The Rapidly Emerging Mexican Cannabis Market (Guest Post)

The legal Mexican cannabis market is about to explode.

Latin America, and in particular, Mexico, is poised for explosive growth in the marijuana market.

More and more countries are becoming aware of the positive benefits of marijuana, regardless of whether it is legalized for medical use or recreational use. Many countries have already legalized or decriminalized it. This allows their citizens to use marijuana casually and/or in controlled amounts. In 2013 Uruguay became the first country in the world to legalize marijuana for adult use. Although not many countries have this level of legal access to marijuana, many have relaxed approaches towards marijuana use and sale.

For example, when thinking of casually and openly smoking weed in the middle of a city most people immediately conjure up images of Amsterdam. Here, even people that are not residents of the Netherlands can easily purchase all kinds of marijuana products. (In the other part of the Netherlands, only locals can do this.) However, marijuana is officially illegal in the Netherlands! Due to relaxed attitudes, the authorities will not typically interfere except when people smoke in close proximity to a school or playground or cause a nuisance.

Many countries do not require involuntary drug tests for marijuana. These include countries like Spain, Peru, Jamaica, Canada, Portugal, Australia, Switzerland, Argentina, Cambodia, Costa Rica, Czech Republic, Ecuador, Italy, Estonia, Mexico, Israel, Germany, and even North Korea. In these, and a lot of other places throughout the world, marijuana is either lawful to some extent, or no actions are taken against it.

Why Legalize Marijuana?

There are many compelling reasons to legalize marijuana. Perhaps the most important is its medical benefits. Marijuana is prescribed to treat or relieve symptoms of many scary diseases. Many people experience less pain and a simpler life by using marijuana. Additionally, marijuana is used because it inhibits certain types of cancer growth, controls Alzheimer’s disease, controls epileptic seizures, relieves arthritis, treats glaucoma, fights anxiety, relieves chronic pain, and treats inflammatory bowel disease.  This means a lot to people who struggle every day to survive. These positive benefits of weed are what make people reach out for it even in countries where it’s not legally allowed. There is no good reason to make criminals of people who are simply seeking medication to treat their health issues.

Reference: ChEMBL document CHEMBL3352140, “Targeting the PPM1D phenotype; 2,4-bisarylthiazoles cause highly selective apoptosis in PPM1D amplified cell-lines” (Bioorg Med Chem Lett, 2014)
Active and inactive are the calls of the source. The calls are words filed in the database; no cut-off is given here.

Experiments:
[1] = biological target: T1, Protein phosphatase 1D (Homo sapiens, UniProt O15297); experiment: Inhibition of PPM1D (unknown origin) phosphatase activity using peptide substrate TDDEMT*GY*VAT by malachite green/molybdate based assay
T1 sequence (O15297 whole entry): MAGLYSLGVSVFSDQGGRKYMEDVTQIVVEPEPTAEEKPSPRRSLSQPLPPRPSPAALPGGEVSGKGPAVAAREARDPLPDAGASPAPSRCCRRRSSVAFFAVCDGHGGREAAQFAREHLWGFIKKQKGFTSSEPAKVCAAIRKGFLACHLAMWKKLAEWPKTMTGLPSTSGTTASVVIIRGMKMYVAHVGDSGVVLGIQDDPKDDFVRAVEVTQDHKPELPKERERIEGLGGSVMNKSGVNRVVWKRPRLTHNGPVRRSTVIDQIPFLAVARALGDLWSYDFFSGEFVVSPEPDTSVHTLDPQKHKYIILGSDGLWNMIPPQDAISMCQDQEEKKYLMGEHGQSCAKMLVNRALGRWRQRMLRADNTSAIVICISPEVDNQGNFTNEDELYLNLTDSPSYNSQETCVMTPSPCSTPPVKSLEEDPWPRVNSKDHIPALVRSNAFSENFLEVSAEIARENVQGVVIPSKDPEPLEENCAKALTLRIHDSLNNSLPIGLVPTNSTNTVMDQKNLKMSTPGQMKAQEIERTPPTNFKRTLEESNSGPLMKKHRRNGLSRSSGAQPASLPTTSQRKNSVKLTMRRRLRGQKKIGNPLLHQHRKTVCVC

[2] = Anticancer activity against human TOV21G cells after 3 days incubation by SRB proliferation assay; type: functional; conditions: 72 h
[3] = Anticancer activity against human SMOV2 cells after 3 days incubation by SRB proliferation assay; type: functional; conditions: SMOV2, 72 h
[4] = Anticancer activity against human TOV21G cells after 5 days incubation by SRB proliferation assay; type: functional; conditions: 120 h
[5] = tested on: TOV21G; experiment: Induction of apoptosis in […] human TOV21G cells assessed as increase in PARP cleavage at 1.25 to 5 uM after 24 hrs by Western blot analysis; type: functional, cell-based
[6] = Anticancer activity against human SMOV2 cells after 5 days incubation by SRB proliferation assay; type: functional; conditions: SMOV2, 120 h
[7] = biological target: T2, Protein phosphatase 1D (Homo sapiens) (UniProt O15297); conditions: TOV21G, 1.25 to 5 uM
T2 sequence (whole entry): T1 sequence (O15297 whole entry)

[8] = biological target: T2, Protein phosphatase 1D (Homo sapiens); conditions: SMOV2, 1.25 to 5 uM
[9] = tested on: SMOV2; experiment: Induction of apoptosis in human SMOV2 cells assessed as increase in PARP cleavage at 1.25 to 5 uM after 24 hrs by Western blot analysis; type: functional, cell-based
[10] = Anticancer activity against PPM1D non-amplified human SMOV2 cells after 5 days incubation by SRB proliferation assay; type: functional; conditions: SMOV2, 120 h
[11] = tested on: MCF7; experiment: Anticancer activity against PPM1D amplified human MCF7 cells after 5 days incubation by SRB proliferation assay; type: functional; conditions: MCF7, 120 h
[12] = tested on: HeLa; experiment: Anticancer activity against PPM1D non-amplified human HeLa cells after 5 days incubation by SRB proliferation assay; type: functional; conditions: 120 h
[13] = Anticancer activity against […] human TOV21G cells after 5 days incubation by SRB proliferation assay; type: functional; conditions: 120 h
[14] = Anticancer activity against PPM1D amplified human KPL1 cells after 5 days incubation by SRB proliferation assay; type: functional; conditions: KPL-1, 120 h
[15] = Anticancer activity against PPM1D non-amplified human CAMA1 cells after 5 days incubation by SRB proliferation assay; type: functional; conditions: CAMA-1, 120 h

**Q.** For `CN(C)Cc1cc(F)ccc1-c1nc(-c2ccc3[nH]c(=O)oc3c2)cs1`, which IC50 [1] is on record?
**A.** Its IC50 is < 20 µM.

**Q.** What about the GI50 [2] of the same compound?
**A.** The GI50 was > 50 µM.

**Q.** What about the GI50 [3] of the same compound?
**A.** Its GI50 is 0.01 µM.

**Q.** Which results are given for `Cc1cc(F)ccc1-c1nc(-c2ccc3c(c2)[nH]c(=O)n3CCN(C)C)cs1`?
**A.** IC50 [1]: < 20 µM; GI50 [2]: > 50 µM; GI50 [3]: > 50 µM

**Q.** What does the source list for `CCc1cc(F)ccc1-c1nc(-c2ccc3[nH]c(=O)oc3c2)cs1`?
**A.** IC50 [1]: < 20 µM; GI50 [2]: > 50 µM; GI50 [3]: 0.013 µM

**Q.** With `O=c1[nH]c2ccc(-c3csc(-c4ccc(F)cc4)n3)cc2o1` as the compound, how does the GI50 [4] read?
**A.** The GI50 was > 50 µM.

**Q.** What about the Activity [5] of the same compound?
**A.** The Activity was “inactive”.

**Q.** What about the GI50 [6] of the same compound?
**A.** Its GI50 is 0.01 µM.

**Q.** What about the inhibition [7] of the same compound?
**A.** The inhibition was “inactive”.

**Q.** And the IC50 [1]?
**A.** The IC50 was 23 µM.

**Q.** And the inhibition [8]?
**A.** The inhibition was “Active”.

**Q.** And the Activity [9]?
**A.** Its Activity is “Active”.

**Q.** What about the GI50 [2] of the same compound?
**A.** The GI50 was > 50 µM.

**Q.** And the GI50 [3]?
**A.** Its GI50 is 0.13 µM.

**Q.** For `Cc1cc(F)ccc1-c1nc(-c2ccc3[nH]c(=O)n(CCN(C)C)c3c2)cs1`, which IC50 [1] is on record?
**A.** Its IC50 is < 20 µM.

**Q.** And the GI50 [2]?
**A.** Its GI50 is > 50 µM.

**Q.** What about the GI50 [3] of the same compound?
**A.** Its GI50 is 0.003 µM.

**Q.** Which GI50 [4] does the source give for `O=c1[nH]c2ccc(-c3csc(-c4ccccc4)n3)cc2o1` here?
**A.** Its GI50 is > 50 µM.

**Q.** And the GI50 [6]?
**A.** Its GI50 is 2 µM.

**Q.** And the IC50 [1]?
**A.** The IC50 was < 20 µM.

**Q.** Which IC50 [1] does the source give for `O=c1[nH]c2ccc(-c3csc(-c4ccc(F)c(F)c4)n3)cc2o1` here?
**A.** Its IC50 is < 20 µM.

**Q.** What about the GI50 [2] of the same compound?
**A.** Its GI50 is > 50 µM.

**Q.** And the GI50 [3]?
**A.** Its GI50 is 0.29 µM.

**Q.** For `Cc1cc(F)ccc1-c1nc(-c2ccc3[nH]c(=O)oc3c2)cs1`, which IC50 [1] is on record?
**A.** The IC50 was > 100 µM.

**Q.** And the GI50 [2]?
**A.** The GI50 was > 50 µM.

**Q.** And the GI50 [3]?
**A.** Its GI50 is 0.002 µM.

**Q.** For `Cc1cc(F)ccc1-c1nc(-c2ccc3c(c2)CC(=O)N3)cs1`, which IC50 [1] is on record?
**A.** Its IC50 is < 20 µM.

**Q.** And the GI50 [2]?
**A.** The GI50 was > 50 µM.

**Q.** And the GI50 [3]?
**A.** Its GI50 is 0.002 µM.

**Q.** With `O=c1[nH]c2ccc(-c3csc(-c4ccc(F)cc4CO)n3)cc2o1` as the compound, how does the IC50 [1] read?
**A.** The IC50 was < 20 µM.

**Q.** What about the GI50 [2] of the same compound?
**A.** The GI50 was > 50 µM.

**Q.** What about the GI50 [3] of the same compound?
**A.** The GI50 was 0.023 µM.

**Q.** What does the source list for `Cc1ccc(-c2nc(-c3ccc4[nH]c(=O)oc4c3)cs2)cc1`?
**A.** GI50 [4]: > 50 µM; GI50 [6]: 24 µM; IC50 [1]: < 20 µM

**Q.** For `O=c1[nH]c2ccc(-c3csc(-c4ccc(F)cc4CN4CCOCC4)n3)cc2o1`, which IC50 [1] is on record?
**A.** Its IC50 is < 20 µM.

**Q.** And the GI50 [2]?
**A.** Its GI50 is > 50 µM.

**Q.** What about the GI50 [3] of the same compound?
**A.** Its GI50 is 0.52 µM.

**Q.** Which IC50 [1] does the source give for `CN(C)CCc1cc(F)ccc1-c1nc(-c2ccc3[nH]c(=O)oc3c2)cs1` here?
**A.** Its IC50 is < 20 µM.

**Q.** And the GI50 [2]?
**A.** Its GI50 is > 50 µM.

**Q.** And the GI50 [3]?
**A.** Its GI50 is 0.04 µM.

Emerging Mexican Market

Uruguay’s changed views on marijuana initiated a wave of liberal policies towards medical marijuana use. Many countries in the region followed its lead: Mexico, Colombia, Argentina, Chile, Peru, and Paraguay put in motion similar policies allowing the medical use of marijuana. Latin America has a potential cannabis patient pool of 68 million.

Mexico legalized medical marijuana in 2017. This allowed import, sale, and consumption of marijuana products for medical use. Industry experts are preparing for Mexico to legalize marijuana for recreational use this year. Mexico has a population of around 123.5 million people, of which approximately 11.7 million are medical marijuana patients. Mexico will quickly become one of the largest cannabis markets in Latin America, if not the world.

López Obrador, the new Mexican President, sent a group of Mexican officials to Canada in October 2018 to discuss the legalization process. A bill has been already submitted to the Mexican Congress that would formally legalize marijuana and create regulations for the industry. The timeline for this process moved quickly and can be seen at table 1.

Mexico- legalization timeline

What does this mean for the US?

The number of countries that are legalizing cannabis is gradually increasing. Meanwhile, the US federal government is falling behind. By 2025, the legal cannabis industry is expected to be worth $146.4 billion! Currently, US companies and investors are mostly locked out of this huge potential market just because the federal government still classifies marijuana in the same category as heroin, methamphetamines, and LSD.

US companies are missing out on many of the opportunities that the first wave that the global cannabis market has to offer. According to the National Cannabis Industry Association, nine Canadian companies are valued more than billion dollars each, and three of them are worth more than 13 billion dollars.

These rapid developments in Mexico are putting more pressure than ever before on the US to change its marijuana laws. In the November 2018 midterms, three US states voted to soften their laws connected to marijuana. (Michigan legalized recreational use, and Utah and Missouri legalized medical cannabis.) Change is occurring and experts estimate that the US might legalize marijuana at the federal level as soon as next year. Until then, US companies should begin positioning themselves to enter the emerging Mexican market.

February 5, 2019

This is a guest post by Mary Walton, an editor and proofreader from Santa Monica. Her articles have appeared in the Huffington Post, CV Library, and GlobalSign.

Rod Kight is an attorney who represents lawful cannabis businesses. He speaks at cannabis conferences across the country, drafts and presents cannabis legislation to foreign governments, is regularly quoted on cannabis matters in the media, and maintains the Kight on Cannabis legal blog, where he discusses legal issues affecting the cannabis industry. You can contact him here.

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